For most people that would be Germany, who no matter how good or indeed bad their squad seems to be, will march right on through the qualifying stages, through the group stages, through the first knock out round and into the business end of a competition.
They are clinical. They are efficient. They take no prisoners. If fact, if Bastian Schweinsteiger had been leading the march of the SS all those years ago, the landscape of Europe might look fairly different right now.
The German national team are nothing if not effective. There aren’t really that many shocks or surprises watching them or even being a German fan.
Their players, most of whom are from Bayern Munich or indeed another club in the top echelons of European football, are used to winning. It is not a novelty concept for them. They think they can beat the best. They think they are the best.
Can you imagine Manuel Neuer going into a competition and thinking he would be anything less than the absolute best? That would be a no.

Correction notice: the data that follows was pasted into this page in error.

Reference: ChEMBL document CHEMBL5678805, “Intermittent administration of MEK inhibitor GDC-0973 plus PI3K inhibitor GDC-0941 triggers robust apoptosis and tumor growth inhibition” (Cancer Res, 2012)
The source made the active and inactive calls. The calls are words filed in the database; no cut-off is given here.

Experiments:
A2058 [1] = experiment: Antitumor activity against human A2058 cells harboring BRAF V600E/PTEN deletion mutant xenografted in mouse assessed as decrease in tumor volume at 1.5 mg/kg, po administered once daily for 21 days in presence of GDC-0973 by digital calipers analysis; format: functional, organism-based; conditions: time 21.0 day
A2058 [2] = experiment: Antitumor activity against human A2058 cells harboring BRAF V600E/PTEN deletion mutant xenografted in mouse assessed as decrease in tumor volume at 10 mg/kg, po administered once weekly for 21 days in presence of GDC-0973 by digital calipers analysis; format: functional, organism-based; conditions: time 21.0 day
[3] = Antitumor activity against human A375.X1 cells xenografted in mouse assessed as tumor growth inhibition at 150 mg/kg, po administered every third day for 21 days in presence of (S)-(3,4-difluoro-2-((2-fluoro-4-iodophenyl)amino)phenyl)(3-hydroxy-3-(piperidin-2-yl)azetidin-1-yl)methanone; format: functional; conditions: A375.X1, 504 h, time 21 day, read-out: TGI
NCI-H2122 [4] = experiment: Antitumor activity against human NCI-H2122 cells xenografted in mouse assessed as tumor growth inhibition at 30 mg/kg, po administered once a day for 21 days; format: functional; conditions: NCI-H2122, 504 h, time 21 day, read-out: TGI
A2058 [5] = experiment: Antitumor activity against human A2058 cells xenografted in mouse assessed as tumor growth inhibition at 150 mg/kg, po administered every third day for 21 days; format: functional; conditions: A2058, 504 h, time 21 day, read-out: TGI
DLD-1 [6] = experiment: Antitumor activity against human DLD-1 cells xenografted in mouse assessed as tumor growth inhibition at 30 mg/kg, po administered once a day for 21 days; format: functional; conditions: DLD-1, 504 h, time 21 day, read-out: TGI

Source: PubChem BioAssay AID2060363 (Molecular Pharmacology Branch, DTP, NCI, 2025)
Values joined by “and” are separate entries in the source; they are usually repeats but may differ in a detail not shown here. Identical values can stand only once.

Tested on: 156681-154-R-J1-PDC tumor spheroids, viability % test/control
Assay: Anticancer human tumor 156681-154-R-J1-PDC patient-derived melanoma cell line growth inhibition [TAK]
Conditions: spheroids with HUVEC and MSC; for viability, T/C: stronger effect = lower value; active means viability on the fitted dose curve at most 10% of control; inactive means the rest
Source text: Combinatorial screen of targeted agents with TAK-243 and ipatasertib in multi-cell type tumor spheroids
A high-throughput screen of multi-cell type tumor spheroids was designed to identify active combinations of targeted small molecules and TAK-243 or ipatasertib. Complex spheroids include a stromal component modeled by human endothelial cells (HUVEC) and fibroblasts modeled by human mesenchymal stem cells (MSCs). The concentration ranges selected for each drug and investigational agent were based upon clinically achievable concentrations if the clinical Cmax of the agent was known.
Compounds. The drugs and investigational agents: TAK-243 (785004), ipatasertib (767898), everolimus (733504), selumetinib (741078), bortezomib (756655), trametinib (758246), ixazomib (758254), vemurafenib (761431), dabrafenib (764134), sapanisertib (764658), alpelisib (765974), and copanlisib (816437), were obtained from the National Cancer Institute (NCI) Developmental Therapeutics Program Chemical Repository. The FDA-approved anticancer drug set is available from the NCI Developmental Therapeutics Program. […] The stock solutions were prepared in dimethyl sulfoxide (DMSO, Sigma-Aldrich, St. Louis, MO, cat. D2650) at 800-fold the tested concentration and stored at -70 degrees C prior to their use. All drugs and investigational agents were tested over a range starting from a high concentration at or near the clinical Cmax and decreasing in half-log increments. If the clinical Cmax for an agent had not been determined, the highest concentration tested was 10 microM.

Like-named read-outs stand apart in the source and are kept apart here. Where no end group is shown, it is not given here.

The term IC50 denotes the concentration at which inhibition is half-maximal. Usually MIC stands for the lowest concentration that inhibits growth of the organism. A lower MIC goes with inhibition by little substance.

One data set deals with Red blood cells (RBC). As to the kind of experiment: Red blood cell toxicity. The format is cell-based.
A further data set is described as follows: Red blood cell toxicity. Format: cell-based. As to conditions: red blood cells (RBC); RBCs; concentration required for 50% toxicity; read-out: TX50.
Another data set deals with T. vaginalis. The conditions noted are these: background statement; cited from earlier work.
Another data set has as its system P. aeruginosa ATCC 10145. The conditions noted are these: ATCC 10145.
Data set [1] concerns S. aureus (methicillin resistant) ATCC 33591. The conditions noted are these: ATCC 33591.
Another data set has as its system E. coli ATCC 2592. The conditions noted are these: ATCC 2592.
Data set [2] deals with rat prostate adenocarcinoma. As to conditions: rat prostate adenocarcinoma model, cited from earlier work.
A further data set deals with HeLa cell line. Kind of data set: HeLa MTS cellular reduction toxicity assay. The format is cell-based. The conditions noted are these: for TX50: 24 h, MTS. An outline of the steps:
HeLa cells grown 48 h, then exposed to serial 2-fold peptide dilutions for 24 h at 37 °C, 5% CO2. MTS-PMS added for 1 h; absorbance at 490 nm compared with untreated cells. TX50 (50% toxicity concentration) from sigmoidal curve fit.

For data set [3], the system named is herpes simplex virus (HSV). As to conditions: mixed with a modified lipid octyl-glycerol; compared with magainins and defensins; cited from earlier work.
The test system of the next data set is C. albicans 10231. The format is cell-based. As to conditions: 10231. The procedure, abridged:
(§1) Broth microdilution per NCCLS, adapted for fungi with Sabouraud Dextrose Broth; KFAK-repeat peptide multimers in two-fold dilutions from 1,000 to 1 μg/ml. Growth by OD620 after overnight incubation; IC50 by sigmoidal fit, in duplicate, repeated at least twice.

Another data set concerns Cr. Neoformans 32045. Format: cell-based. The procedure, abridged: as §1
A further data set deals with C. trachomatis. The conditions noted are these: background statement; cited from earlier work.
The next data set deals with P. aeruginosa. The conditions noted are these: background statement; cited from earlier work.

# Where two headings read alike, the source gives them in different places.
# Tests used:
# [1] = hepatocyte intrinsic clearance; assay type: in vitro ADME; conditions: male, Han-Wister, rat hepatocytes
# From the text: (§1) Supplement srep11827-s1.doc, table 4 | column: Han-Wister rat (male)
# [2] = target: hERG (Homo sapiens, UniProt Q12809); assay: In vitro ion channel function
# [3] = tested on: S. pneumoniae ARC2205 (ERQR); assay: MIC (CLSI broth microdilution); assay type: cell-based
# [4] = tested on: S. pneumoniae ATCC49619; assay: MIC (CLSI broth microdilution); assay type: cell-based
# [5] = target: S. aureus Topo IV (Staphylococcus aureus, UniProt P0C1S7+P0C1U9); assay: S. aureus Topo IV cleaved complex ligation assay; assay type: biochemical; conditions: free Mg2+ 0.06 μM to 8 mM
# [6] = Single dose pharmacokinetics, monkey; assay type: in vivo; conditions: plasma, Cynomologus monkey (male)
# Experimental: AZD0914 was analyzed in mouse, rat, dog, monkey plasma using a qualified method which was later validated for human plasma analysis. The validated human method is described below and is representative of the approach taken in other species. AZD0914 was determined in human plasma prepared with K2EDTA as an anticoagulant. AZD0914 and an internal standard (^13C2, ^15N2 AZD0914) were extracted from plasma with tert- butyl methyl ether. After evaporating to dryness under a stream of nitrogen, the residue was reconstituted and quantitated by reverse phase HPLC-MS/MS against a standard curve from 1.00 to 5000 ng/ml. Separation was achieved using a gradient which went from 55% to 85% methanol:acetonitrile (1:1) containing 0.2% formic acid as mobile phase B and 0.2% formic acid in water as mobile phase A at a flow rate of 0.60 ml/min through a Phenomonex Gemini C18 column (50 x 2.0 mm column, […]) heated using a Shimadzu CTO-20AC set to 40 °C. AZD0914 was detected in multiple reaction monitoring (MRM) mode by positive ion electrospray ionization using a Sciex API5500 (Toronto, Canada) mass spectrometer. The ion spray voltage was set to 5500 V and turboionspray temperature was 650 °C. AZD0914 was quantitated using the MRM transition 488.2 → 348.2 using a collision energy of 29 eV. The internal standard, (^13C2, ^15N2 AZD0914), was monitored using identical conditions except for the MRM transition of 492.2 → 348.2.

Their defence is solid in terms of their positioning, their defending from dead balls and their ability to play the ball forward.
Their midfield boasts some of the most coveted names in football and there is little wonder. The shield in front of the back four is, at times, impenetrable. They also have a fair bit of creative talent and flair in there as well with Mesut Ozil not too shabby when it comes to providing the assists either.
Up top, they have the likes of Lukas Podolski, Klose and indeed Thomas Muller, who despite not technically being an out and out striker has now managed to get eight goals in seven World Cup games – and looks like he may well get a second Golden Boot in a row. Pretty impressive really.
They have had a few injuries to contend with – and late ones at that. The departure of Marco Reus, the late injury to Bastian who of course was not fit enough to start the opening game and also the substitution of Mats Hummels have all been concerns.
‘Concerns’ for a side that have battered Portugal 4-0 do not sound that major, and you can bet your bottom dollar that Cristiano Ronaldo would be grateful to such concerns!
Of course, the issue for the Germans is the fact that they manage to get to the latter stages of the final but fail to actually win tournaments.
Now with Spain faltering and the pressure on South American favourites, the chances of Germany sneaking past the semi-finals and into the final should not be discounted – mind you they could just as easily crash out in the first knock out stage – this is the World Cup of surprises after all!
How far do you think that Germany can go this time round? Let us know your thoughts below or tweet us @LaFootyettes.